Before Men and Angels, part 1

Thoughts from reading the Conflict of the Ages (COTA) series. Join the COTA in a Year reading group on Facebook.

In the opening chapter of the series, Why Was Sin Permitted, the stage for the controversy between good and evil is set. In the face of evil and rebellion, whose origin is mysterious, God does something that is simply baffling and perplexing.

God could employ only such means as were consistent with truth and righteousness. Satan could use what God could not—flattery and deceit. He had sought to falsify the word of God and had misrepresented His plan of government, claiming that God was not just in imposing laws upon the angels; that in requiring submission and obedience from His creatures, He was seeking merely the exaltation of Himself. Patriarchs and Prophets, p. 42.

Satan accuses God of injustice and self-exaltation, and the apparatus of evil is more diverse than the apparatus of goodness. Satan makes claims that falsify God’s word. He makes statements that contradict what God says. As a result:

It was therefore necessary to demonstrate before the inhabitants of heaven, and of all the worlds, that God’s government is just, His law perfect. Satan had made it appear that he himself was seeking to promote the good of the universe. The true character of the usurper and his real object must be understood by all. He must have time to manifest himself by his wicked works. Patriarchs and Prophets, p. 42.

The incredible unfairness of the situation is troubling. One accusation, and God has to suffer through this thousands-of-years-long play, this elaborate experimentation with sin that costs Him dearly. The accusation is easy, the defense is long and costly.

Yet the greater wonder to me is that God deems it necessary to “demonstrate before the inhabitants of heaven, and of all the worlds, that [His] government is just, His law perfect.” Why?

humility

Out of all the options to handle rebellion, including ignoring it, quieting it, taking a hands-off approach and letting everyone figure out who’s right, God chooses the one option where He ultimately pays for Satan’s rebellion (and subsequently, the sin of mankind)… And the story hasn’t ended! We are still in the middle of this controversy; God is still in the middle of this demonstration process. I do not understand this, but I do not question that this incomprehensible wisdom behind God’s decision is the highest kind there is.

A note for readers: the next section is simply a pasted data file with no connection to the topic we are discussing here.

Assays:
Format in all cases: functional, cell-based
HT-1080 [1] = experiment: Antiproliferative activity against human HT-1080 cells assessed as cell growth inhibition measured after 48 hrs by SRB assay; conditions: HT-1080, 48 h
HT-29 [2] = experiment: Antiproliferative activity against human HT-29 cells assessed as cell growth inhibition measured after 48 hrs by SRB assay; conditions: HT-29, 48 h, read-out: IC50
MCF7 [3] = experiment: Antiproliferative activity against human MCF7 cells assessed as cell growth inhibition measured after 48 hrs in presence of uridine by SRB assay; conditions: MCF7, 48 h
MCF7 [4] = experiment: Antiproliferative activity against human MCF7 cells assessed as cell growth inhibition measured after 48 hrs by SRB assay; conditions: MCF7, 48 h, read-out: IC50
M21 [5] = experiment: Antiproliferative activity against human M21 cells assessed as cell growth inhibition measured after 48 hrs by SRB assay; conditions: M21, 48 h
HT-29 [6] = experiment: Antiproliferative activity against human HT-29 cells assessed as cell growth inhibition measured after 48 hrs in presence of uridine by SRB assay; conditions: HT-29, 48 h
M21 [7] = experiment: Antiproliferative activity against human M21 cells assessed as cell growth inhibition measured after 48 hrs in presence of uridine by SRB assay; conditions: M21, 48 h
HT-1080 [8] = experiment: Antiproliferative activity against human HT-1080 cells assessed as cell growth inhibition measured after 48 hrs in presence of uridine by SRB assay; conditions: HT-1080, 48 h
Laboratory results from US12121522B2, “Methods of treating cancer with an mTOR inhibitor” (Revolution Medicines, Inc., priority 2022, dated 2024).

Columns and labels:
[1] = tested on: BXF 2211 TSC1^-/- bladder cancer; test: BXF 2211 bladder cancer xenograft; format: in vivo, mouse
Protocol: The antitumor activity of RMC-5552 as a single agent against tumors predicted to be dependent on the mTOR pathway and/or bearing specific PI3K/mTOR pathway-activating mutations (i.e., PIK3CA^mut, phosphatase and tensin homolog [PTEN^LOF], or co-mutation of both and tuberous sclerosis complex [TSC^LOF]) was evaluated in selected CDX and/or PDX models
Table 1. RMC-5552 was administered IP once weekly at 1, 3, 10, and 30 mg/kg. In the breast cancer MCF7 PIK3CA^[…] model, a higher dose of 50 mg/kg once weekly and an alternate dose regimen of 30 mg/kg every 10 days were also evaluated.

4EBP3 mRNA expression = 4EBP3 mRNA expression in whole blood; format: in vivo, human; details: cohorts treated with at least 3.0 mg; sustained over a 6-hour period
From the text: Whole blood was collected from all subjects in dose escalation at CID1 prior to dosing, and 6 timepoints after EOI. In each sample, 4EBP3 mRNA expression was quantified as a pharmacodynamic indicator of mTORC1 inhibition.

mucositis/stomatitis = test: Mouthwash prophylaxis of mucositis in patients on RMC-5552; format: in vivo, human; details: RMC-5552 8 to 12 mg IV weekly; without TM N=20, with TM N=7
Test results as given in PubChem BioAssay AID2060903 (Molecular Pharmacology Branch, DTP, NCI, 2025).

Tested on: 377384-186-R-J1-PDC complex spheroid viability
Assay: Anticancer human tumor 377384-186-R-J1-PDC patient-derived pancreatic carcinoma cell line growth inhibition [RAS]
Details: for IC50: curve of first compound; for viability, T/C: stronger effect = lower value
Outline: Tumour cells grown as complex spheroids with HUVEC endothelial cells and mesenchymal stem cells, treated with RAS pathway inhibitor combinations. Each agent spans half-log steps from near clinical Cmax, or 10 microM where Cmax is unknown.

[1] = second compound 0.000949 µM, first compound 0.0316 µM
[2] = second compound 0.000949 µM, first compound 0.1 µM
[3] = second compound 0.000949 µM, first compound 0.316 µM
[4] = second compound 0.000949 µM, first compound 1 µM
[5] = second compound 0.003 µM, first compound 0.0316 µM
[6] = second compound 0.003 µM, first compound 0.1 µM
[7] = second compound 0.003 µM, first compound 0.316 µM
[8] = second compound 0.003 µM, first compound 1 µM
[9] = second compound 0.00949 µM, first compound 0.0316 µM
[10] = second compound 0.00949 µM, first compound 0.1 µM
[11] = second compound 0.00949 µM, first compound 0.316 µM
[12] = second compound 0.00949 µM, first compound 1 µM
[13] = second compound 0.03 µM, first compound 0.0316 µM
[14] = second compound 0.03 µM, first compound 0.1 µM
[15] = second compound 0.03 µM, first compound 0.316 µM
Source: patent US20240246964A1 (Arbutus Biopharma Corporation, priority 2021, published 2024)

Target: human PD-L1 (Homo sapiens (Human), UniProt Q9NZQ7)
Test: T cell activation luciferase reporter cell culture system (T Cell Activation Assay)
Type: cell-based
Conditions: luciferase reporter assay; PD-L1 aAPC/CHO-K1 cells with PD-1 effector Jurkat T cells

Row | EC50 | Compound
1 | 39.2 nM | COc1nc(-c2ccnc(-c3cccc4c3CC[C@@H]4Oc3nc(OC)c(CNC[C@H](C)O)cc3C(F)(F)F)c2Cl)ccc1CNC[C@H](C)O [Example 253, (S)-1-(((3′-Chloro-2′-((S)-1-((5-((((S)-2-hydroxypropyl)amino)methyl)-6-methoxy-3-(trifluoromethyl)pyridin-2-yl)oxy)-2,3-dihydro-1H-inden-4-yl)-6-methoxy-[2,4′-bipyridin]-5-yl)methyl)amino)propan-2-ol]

In the face of Satan’s (verbal) accusations, God takes it upon Himself to demonstrate, by words and action, over a long period of time, the falsity of His opponent. God responds to His creation; He is not unaffected by sin and rebellion.

In fact, God is essentially wooing His own creation to believe Him, placing Himself as the pleader, convincing men and angels that His government is just, His law perfect. This is God, the Creator! The Creator pleading with His creation? It sounds utterly ridiculous.

But such is the humility of God. So humble that it makes me perplexed and uncomfortable. How can this be? He makes Himself subject to His creation.

My natural response in this type of situation would be to appeal to God, “Lord, show Yourself strong.” He is in fact showing Himself strong, but not in the way I think what strong means. And in the end, when all beings in the universe will finally acknowledge the justice and goodness of God, what we will not find is God sitting on His throne looking all smug saying, “I told you so.”

God is a God who is touched by the feeling of our infirmities (Heb 4:15). This is not only true when Jesus becomes our High Priest; this is who He is from the beginning. And these infirmities are not just our feebleness; they include all of our sins and rebellions. God is touched by our sins. He is not unaffected by our rebellions.

In the controversy between good and evil, God is not the One watching the spectacle from above. He is the One being watched. This is humility.

Who is before men and angels? God is.

More of this from the sanctuary later.

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